- The U.S. Government Accountability Office, a congressional "watchdog," has issued recommendations to the U.S. Department of Labor’s OSHA and the Department of Defense aimed at helping them better track defense contractor safety violations. GAO was tasked with reviewing safety and health records of contractors and how they were handled by DOD, the largest contracting agency in the government, with $320 billion in contracts in 2017.
- The GAO report noted that OSHA's inspection data does not include a corporate identification number, which means "website users will likely have difficulty obtaining accurate information on individual companies' previous violations," such as whether the violations occurred on defense projects. DOD also may be missing opportunities to consider a company's safety performance when awarding contracts, it continued, because only a few parts of the agency rate contractors in this category.
- GAO recommends that OSHA consider requiring a corporate identification number as part of the information it collects during an inspection, and that DOD officials use OSHA's website to find contractor safety information and consider requiring a safety performance rating for contractors engaging in construction and other risky types of work.
New regulations requiring a safety record review could have contractors bracing for a legal fight, and it wouldn't be the first time this has occurred.
In 2017, President Donald Trump with congressional backing repealed the Fair Pay and Safe Workplaces executive order that former President Barack Obama issued in 2014. The rule would have required that companies bidding on federal contracts of $500,000 or more disclose up to three years of past OSHA and other labor violations. Opponents of the regulations quickly dubbed it the “blacklisting” rule, and industry groups such as the Associated Builders and Contractors of America took the matter to court, claiming that the rule violated contractors' First Amendment rights and restricted fair and open competition for federal contracts by mandating that firms disclose even unadjudicated allegations of violations.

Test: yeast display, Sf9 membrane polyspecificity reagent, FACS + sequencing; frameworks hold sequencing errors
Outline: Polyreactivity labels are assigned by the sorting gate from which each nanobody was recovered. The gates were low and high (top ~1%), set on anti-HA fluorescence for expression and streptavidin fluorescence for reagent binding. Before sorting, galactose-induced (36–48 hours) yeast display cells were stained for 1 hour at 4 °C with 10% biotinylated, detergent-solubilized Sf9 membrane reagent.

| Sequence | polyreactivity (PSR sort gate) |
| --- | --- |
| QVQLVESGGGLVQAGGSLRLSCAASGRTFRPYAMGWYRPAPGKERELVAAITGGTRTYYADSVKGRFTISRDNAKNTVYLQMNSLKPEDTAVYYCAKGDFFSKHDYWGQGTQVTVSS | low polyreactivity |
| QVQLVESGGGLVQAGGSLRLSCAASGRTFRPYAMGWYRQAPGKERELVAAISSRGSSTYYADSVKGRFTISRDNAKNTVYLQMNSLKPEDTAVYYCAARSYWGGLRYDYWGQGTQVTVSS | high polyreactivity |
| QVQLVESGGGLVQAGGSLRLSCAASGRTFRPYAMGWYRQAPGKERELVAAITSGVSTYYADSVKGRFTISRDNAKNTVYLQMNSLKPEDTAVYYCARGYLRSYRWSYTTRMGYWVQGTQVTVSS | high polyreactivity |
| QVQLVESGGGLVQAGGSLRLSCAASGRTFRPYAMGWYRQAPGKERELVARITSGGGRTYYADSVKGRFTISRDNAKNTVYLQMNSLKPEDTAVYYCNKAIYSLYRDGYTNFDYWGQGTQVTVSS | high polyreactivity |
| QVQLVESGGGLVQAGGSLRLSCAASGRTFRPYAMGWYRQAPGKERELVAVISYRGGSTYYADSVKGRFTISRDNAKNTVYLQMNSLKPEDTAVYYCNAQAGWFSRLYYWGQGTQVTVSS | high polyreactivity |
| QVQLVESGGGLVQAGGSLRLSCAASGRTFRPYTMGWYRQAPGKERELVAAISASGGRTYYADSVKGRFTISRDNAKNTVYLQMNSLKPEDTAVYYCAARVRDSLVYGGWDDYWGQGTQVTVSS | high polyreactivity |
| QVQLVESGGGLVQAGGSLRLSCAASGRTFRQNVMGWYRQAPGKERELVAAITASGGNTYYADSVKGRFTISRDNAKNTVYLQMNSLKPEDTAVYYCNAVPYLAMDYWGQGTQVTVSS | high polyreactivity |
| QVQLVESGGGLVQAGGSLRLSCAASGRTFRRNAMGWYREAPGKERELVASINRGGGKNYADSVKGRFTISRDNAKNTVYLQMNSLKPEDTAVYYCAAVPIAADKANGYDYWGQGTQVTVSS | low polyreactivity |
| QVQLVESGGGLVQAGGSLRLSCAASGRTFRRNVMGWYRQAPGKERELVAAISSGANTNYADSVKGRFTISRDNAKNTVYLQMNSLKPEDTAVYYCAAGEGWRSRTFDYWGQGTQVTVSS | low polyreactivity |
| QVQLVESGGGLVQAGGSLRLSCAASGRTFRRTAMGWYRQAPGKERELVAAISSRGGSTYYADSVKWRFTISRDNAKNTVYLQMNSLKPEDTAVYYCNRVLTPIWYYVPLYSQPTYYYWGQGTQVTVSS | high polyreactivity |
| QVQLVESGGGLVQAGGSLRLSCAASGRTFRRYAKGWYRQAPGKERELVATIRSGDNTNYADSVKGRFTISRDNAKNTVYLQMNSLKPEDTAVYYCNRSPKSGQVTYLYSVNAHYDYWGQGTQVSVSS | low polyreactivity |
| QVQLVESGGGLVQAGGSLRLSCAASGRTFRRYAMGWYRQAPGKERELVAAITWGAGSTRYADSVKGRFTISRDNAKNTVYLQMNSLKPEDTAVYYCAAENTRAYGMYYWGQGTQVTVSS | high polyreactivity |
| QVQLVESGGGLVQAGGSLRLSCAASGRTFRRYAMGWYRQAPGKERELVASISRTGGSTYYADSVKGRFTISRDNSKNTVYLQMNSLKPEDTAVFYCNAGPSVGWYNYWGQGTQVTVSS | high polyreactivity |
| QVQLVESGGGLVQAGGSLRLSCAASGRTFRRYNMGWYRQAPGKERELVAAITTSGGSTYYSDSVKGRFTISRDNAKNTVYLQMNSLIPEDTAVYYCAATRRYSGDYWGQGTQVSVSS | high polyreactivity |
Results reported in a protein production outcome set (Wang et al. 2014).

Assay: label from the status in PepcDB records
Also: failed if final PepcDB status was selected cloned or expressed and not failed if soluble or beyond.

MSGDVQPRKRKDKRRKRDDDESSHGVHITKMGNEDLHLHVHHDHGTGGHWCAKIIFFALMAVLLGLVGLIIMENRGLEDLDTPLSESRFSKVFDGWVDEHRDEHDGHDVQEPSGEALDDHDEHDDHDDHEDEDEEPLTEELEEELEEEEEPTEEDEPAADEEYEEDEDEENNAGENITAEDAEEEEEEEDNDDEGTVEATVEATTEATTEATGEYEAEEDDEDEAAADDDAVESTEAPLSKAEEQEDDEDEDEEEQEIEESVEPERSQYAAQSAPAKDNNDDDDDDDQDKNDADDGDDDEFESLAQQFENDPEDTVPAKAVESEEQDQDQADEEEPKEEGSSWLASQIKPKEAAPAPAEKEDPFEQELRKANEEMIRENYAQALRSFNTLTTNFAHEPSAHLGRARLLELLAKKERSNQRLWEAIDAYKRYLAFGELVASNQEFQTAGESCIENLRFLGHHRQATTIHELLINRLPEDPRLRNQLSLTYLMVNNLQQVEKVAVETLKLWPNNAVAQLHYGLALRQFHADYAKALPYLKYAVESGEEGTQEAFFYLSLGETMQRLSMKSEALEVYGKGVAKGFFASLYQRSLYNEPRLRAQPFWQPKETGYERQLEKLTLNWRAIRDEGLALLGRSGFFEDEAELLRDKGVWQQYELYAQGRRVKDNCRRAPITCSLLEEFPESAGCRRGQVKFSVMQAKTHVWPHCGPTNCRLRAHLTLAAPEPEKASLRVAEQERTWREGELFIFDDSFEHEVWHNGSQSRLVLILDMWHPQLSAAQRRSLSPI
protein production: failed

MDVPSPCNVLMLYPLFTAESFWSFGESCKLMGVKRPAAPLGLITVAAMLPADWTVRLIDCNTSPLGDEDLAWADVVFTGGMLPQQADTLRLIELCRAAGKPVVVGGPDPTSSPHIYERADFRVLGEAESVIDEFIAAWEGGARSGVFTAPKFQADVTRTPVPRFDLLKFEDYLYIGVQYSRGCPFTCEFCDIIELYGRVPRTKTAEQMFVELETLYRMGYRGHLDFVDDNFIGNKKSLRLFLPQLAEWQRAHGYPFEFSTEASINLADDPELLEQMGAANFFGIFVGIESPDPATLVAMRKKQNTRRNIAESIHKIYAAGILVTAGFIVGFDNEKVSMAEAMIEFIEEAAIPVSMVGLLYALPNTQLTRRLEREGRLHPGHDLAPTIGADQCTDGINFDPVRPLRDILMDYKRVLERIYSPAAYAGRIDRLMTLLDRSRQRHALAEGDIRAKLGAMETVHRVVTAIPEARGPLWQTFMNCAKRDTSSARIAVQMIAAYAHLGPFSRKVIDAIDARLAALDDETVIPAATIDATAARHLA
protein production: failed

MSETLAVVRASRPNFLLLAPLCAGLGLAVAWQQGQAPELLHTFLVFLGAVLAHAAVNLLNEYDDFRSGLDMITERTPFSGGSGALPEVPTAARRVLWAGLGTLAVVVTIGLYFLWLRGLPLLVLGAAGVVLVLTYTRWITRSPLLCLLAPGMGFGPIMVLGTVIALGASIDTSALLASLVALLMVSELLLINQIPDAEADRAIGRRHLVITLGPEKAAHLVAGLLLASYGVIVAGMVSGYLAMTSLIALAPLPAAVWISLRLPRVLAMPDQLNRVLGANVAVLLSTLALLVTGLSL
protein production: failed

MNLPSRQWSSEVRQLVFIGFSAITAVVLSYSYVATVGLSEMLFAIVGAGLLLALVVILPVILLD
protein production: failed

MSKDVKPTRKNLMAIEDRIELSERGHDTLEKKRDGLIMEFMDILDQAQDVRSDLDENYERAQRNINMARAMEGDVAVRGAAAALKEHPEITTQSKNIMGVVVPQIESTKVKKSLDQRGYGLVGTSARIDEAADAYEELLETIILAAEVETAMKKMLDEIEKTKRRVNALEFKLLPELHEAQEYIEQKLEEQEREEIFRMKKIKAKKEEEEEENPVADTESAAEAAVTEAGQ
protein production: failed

Opponents also argued that the rule’s requirements would put too much of a burden on smaller contractors. Another requirement of the executive order was that contractors itemize pay stubs so that employees could be sure they were being paid the right rate for the correct number of hours per pay period.
Industry pressure is also one of the reasons that the Labor Department relented and will not require large employers to report workplace injury and illness details as part of OSHA's final electronic recordkeeping rule proposed in July. All covered employers will still have to submit Form 300A, "Summary of Work-Related Injuries and Illnesses,” electronically, but those with 250 or more employees will not have to turn in the more specific Form 300 and Form 301. Employers argued that submitting detailed information about employee injuries and illnesses would violate the privacy of both employers and employees.